Pretty quickly, TrailerHawk started shooting for more than covers, the band’s superior musicianship and proto-punk energy augmented by Carmen’s powerhouse pipes.

      “We started with a rule that, for each song we wrote, we’d get rid of a cover,” Rod says. “Within a few short weeks, we’d written our first EP. And it took off from there.”

      The road taken by TrailerHawk is different from the days when major label deals were the holy grail. The band recorded its independent debut EP, Half Up Front, with Nashville-based Canadian musician and producer Colin Linden (Lucinda Williams, Bob Dylan), and then used his Music City connections to move things forward.

      A Nashville-based radio promoter happily took the band on, helping break TrailerHawk’s early single “Car” on more than 100 stations around the world—fans as enamoured with the track’s coal-burning backbeat as with the torch-twang vocals.

      “‘Car’ really started ripping it up on Music Row in Nashville, through Southern Belt radio, and into Europe,” Rod says. “That was within a year—if we’d known things were going to happen that quick, we would have made sure to have a tour to follow it. Geniuses that we are, we didn’t, but it opened up a lot of opportunities.”

      A big one was being embraced by fans of Nashville, the television series that follows the lives of fictitious characters struggling to crack the country-music industry. Savvy networking led to series’ star Charles Esten guesting on TrailerHawk’s powerblues stomper “Church of Jim Beam”.

      “A funny thing is, before TrailerHawk, Carm and I would sit around watching Nashville thinking ‘That could be us. Why aren’t we doing something like that?’” Rod says. “Flash forward six months, and basically all the players from Nashville are on our record, with the star of the show doing a vocal duo with Carm.”

      Since then, TrailerHawk has embraced the reality that music consumption has changed radically in the past few years. These days streaming is king, with Spotify, Tidal, and Apple Music subscribers often more interested in playlists than full albums. To that end, TrailerHawk has spent the past few months stoking interest in the band by rolling out single after single, which will be bundled on the band’s about-to-be-released debut, 12 Tracks and Road Maps.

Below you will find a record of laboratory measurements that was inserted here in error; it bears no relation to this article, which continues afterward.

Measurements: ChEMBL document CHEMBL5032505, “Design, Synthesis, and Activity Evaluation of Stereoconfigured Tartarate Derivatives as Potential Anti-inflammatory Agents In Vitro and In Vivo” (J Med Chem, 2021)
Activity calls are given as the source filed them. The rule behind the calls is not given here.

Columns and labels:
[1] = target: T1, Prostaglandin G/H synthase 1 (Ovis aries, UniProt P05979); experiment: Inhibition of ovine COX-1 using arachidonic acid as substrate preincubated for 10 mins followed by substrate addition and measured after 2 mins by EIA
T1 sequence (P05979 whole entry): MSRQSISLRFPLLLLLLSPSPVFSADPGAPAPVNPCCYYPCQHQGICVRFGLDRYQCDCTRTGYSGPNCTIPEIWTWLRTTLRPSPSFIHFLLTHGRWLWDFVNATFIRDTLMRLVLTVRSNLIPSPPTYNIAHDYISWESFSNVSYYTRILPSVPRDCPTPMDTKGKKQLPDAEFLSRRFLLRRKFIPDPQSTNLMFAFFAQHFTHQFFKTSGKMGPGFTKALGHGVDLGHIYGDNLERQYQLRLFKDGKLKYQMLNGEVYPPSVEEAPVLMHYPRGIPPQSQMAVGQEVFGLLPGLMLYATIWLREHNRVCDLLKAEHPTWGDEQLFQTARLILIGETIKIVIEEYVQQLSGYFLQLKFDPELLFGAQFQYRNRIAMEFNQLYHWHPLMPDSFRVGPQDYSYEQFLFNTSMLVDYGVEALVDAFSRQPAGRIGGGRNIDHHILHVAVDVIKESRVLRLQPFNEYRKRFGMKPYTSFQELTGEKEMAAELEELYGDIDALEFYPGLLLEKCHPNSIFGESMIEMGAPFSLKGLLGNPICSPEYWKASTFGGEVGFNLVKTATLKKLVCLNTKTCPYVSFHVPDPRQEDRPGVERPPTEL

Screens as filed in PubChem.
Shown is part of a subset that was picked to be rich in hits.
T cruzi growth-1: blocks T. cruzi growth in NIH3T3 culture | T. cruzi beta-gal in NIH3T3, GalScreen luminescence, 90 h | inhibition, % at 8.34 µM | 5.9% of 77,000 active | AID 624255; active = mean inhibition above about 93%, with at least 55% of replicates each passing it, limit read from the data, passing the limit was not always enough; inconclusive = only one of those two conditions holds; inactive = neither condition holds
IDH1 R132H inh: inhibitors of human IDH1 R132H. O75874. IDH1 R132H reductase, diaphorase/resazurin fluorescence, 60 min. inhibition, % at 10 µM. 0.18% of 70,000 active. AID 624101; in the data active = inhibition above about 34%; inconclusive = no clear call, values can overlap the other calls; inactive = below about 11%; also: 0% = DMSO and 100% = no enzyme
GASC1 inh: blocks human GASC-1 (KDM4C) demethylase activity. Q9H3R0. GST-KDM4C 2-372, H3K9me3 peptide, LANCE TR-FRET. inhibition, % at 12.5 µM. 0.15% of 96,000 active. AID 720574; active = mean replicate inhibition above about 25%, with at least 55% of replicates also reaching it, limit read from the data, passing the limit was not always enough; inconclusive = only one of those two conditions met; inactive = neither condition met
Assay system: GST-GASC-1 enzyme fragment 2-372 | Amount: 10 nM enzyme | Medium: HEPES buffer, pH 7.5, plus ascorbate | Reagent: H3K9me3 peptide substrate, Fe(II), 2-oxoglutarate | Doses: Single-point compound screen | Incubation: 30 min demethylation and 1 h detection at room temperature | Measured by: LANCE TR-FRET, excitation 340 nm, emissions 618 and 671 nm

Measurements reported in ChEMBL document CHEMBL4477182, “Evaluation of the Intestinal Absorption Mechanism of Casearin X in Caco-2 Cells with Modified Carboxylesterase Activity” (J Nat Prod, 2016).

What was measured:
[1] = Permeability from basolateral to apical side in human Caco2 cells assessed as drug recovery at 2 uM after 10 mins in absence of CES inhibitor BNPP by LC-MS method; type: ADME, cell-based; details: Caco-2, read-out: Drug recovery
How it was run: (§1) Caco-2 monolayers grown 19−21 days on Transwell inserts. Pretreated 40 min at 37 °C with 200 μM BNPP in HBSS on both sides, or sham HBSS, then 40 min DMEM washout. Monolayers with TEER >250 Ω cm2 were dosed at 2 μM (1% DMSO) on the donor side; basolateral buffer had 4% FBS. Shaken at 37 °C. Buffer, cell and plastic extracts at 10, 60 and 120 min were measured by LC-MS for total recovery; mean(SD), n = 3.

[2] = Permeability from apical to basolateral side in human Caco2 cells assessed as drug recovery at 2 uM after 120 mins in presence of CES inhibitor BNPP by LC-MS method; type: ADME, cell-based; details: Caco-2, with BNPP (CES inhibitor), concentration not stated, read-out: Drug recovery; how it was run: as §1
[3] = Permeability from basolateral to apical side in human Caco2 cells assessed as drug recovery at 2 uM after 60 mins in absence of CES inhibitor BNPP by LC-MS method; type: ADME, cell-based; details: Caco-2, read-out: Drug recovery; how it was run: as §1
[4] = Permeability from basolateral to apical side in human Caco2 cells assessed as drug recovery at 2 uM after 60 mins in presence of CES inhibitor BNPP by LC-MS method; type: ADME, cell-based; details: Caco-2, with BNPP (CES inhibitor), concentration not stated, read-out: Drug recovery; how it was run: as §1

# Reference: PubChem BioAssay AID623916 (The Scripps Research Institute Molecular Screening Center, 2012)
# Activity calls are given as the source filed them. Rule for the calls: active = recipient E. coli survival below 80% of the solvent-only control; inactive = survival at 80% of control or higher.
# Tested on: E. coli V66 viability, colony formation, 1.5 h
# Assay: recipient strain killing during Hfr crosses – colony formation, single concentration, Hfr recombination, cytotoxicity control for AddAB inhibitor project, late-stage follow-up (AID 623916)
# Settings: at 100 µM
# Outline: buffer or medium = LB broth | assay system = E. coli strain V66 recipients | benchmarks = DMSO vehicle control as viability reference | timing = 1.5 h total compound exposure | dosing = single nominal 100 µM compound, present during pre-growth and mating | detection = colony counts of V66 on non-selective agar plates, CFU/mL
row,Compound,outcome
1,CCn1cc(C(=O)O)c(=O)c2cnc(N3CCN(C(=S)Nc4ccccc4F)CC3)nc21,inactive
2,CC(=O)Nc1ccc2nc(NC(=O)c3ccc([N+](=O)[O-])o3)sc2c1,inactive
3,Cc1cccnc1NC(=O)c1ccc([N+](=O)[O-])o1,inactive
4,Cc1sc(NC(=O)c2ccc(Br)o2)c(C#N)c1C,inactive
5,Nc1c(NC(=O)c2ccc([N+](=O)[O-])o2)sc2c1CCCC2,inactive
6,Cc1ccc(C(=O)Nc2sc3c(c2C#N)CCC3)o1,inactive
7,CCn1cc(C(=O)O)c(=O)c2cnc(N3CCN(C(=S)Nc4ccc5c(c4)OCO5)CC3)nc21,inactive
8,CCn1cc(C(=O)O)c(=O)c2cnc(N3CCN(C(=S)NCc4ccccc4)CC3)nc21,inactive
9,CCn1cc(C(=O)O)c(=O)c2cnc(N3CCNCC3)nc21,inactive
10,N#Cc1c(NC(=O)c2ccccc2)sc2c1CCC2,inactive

The compilation showcases a group that’s as stoked to be rolling around in the mud and the blood and the beer as it is sitting at the lonely end of the dive bar when the lights come up at 2 a.m. “Pretty Thing” is loping cowpunk from an era when bolo ties were the height of Los Angeles cool, “Cold Day” plays connect-the-dots between the Grand Ole Opry and Muscle Shoals, and “Rival” is perfect for driving a lost highway with a warm Lone Star tallboy.

      After stepping away from music to help raise three kids, Hussey feels blessed to have found a solid footing in a genre where no one has to worry about getting older.

      “I know, for me, that’s a big part of the genre we’re in,” he muses. “We’re pretty loud and powerful. But you can feel proud that you’re out there playing and not having to jump around like a 25-year-old and feeling foolish. You don’t have to be a 60-year-old guy wearing black nail polish.”

      He continues with, “Having been in the business, we’re at this stage where we only do what we want to do. Luckily it all came together—what we’re doing has proved viable. People really do like it.”

      Moving forward, 2020 is when TrailerHawk will be kicking things up a gear, including seriously thinking about touring down south. The challenge will be balancing the responsibilities that come with adulthood with the sacrifices that come when working in the music industry. So as excited as everyone is about Trailerhawk, sometimes it’s best to keep one’s expectations realistic.

      “We’re committed and all-in on whatever it takes,” Rod says. “We’ve been the financiers of TrailerHawk and we own the whole program, which is really great versus how things were done in the old days. We’re not 20 years old anymore, so the thought of getting in a van and doing 30 dates across the country for beer tickets just isn’t appealing. Now, thanks to analytics and social media and streaming, there’s a bit of a luxury where you can go, ‘We can put 300 people in a room in Wichita, Kansas, which is worthy of a fly-in and a hotel.’ That’s better than driving across the vastlands of Canada playing to three people at a time eating day-old hoagies.” 

      TrailerHawk plays a 12 Tracks and Road Maps release party at the WISE Hall on Saturday (January 18).